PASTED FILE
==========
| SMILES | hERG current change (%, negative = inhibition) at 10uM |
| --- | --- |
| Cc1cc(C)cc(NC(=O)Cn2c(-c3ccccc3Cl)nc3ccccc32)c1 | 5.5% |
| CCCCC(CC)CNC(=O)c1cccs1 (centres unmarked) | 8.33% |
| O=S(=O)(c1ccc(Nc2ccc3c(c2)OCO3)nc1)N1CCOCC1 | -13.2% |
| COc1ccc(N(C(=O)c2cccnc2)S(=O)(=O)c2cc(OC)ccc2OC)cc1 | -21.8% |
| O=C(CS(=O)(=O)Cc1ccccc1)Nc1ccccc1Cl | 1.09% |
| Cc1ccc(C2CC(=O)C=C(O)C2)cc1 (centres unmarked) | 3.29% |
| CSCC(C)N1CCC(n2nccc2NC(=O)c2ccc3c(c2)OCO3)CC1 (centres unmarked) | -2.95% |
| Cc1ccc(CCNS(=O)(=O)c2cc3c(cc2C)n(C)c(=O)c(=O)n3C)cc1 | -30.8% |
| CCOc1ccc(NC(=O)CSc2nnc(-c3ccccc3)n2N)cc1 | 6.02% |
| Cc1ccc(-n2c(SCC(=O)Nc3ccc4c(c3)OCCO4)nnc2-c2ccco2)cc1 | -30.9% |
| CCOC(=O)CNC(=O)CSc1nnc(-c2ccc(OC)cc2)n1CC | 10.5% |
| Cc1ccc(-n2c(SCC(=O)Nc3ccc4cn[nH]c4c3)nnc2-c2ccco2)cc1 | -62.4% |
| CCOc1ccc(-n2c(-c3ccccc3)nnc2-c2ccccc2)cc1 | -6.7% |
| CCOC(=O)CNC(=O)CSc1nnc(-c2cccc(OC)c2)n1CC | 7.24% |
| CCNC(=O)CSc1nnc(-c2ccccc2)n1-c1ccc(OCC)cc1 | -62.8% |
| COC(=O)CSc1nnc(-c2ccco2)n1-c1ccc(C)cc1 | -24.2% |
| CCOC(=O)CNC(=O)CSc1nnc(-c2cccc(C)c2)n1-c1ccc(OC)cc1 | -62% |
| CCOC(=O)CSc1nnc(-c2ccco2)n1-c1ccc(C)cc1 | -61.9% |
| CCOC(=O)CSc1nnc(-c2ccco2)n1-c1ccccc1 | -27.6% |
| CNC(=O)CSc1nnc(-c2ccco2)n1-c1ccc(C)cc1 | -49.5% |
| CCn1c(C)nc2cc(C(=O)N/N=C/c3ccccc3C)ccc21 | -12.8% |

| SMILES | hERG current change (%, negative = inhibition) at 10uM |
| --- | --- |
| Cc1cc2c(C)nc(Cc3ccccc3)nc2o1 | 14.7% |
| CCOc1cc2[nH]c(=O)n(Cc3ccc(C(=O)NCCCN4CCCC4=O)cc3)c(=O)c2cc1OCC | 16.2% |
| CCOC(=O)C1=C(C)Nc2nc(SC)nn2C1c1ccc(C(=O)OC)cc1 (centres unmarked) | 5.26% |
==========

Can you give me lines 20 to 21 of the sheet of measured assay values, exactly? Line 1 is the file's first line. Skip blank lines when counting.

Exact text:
| CCOC(=O)CSc1nnc(-c2ccco2)n1-c1ccc(C)cc1 | -61.9% |
| CCOC(=O)CSc1nnc(-c2ccco2)n1-c1ccccc1 | -27.6% |